Florida Teen License: Licensing Requirements (18 and Under)

Florida Teen License

Florida teens getting their driver’s license is a leap forward to freedom. Starting at age 15, Florida teens go through a slow process obtaining their learner’s permit. A learner’s permit carries restrictions from the allowed hours of driving to always requiring an adult passenger present.

The next stage for teens getting a license in Florida is the provisional license.

What’s Needed to Get a Florida Provisional License

Florida’s GDL (graduated driver licensing) program is a staged licensing process aimed to help teens understand roadway responsibilities while gaining valuable driving experience.

Teens having held their learner’s permit for 1-year and met the minimum 50-hour driving requirement may apply for their provisional (operators) license at age 16 – 17.

The Florida provisional license requirements (under 18)

  • Be at least 16-years old
  • Proof of identity, social security #, and residency
  • Held their learner’s permit for 1-year or turned 18
  • Have an adult log and sign the Certificate of Minor Driving Experience form
  • No moving violations or convictions within 1-year of receiving the learner’s permit
  • Pass the behind-the-wheel (DMV) test
  • Pay the Florida licensing fees

Teens on GDL program track will gain their full licensing 1-year after the provisional license. Meet and pass these requirements and the teen will see fewer driving restrictions.

Teens may drive unsupervised between 6AM – 11PM (unless driving to/from work or school) with an intermediary license.

The Florida provisional licensing requirements (18 and over)

The FDHSMV requires those 18 or older will need to take the DATA course and behind-the-wheel test, too. Young adults (18 and over) skip into the full class E license upon testing completion and passing.

Out-of-State Drivers (under 18)

Those having recently moved to Florida may transfer their state’s drivers permit/license at a local DMV for the Florida equivalent. This transfer requires proof of ID, transferred car insurance, and car title.

A written and driving test may be required but it’s uncommon.

Behind-the-Wheel Requirements and Practice

Getting on the road after getting a learner’s permit is a nervous situation for both parties. The new driver undertakes immense responsibilities – the accompanying adult provides guidance. The FDHSMV expects 50-hours practicing driving before drivers are ready to take the behind-the-wheel (DMV) test.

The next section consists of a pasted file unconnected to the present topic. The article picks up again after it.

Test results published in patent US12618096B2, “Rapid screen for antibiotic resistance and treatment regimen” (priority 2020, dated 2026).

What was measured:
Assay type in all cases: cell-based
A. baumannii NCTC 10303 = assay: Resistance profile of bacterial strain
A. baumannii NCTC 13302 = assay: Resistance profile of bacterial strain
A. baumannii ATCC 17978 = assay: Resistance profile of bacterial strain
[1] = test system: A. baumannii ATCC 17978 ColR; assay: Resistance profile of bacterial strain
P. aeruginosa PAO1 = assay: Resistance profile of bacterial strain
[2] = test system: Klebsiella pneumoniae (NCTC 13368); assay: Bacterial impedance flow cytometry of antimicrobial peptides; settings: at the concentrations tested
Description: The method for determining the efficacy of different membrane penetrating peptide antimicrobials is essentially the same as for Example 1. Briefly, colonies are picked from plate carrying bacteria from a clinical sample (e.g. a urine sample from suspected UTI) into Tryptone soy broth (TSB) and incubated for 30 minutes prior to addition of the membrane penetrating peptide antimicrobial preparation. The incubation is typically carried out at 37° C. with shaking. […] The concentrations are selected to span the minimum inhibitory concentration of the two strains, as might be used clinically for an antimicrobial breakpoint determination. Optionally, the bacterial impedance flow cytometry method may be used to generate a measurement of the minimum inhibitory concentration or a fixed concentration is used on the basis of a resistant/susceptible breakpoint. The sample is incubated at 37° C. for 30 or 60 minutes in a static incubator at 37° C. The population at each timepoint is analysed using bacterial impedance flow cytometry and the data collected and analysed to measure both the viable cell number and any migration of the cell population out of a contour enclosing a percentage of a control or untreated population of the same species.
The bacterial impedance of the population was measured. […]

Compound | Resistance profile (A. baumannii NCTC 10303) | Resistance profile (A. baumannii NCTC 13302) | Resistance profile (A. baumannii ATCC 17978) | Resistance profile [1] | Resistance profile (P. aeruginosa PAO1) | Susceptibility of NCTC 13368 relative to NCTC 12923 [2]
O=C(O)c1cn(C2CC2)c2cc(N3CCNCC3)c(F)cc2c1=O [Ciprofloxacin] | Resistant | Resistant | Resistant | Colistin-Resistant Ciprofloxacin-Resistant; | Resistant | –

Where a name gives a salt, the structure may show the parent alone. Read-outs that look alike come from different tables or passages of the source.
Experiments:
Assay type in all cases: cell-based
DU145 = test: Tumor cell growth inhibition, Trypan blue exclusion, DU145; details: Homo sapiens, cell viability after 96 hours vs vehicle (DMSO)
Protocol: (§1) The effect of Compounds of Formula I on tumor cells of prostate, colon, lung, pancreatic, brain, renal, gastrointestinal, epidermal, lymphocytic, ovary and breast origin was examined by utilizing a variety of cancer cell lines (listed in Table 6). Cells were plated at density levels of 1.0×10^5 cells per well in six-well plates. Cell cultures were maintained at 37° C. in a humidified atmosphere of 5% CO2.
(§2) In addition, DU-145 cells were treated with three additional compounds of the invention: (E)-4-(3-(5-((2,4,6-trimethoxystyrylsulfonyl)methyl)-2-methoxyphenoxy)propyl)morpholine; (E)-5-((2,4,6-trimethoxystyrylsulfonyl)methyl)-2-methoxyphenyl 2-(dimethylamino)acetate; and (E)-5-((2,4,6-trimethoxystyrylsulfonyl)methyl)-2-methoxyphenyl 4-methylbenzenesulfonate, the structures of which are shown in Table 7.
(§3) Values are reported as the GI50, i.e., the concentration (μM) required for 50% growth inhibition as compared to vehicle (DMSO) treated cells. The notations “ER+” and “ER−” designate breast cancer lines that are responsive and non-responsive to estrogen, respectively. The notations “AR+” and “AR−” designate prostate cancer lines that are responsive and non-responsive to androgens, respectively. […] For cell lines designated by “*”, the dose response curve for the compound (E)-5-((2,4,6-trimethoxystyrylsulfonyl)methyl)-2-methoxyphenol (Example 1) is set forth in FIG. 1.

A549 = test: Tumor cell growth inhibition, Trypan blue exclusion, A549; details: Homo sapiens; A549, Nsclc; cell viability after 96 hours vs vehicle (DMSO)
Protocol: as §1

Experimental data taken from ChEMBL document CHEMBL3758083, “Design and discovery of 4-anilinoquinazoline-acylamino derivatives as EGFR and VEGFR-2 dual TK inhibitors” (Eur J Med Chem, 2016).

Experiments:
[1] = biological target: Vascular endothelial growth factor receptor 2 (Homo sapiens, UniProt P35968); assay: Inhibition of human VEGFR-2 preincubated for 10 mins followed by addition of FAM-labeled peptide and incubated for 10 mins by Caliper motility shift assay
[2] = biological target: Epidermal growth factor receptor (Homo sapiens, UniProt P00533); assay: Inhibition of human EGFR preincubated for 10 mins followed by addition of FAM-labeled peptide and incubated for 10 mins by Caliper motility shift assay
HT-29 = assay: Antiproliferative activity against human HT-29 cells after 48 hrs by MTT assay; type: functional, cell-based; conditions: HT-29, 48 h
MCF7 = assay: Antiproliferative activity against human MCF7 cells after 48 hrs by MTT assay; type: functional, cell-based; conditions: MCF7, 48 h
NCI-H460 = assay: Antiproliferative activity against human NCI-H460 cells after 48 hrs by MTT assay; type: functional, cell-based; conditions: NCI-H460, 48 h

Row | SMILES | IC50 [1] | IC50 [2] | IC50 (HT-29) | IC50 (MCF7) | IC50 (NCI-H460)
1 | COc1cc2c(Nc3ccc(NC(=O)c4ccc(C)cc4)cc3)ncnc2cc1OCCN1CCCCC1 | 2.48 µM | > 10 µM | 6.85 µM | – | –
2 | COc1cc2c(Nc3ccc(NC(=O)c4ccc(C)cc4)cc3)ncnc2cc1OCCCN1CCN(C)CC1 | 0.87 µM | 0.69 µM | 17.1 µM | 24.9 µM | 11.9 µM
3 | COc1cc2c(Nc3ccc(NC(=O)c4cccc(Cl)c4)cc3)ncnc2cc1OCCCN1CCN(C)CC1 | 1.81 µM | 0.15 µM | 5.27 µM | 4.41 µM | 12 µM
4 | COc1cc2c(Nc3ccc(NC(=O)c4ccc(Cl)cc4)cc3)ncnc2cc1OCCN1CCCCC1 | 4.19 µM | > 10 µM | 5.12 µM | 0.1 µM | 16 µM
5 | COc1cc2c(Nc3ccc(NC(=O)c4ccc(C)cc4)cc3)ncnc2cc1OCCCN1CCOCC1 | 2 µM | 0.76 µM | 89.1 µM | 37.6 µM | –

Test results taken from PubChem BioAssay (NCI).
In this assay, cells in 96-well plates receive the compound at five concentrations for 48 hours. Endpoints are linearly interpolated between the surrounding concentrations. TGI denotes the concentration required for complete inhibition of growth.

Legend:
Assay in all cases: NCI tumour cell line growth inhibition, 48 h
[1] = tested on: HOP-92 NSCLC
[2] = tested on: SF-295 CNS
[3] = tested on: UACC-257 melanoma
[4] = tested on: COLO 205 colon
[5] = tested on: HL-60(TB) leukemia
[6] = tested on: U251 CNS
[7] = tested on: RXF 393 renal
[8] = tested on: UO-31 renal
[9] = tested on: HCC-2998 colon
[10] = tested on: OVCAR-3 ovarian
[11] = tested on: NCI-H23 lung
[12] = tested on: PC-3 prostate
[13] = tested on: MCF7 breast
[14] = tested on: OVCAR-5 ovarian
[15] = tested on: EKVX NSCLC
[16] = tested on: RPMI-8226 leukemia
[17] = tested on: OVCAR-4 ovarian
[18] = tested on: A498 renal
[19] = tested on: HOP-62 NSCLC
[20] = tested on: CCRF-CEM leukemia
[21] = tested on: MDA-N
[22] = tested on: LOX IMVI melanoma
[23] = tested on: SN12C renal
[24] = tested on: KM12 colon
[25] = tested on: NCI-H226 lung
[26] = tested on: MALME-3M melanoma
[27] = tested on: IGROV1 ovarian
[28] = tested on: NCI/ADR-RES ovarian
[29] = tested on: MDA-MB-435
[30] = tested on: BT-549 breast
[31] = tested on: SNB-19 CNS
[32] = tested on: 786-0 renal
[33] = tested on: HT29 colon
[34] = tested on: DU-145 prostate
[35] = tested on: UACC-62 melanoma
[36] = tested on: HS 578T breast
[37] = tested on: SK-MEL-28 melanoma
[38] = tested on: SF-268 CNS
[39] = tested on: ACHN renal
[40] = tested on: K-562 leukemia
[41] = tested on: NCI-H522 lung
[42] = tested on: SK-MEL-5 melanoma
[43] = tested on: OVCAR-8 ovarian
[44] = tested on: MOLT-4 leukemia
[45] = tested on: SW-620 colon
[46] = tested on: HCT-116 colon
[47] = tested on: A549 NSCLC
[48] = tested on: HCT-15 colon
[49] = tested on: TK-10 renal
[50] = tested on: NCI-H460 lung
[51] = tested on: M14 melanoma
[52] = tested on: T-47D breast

New drivers are restricted to driving during daylight hours the first 3-months of getting their learner’s permit. Afterward, this restriction lifts to 10PM. Permit holders are expected to complete 10-hours of the 50 combined hours doing nighttime driving before their provisional licensing, too.

The behind-the-wheel test is required to get the intermediate license (under 18).

The “DMV Test” assumes the teen driver has knowledge of, and tests, the following:

  • Ability to control the motor vehicle
  • Ability to obey traffic and stop signs
  • Ability to use signaling appropriately

Use the year-long time with the learner’s permit to practice safe driving frequently. Consider a local Driver’s Ed course featuring road testing or student driving classes, too.

Practice makes perfect.

The DMV test is intimidating even to the experienced teen driver. Take deep breaths, stay calm, and go about the driving test as if it were any other day of driving. Show your responsibility and you’ll find yourself one step closer to a full Class E license in the state of Florida.

Getting Your Full, Florida Driver’s License

Those under 18 are on the cusp of their full driver’s license having practiced, showed responsibility, and patiently waited the year-long period between permit and provisional license.

Now what?

  • Pay state fees and operating costs
  • Hold the intermediate license for a year

The provisional license automatically turns into a non-commercial Class E license!

What does the license provide? Unrestricted driving!

You’re now free to drive as you please, exploring the miles and miles of roadway in the Sunshine State.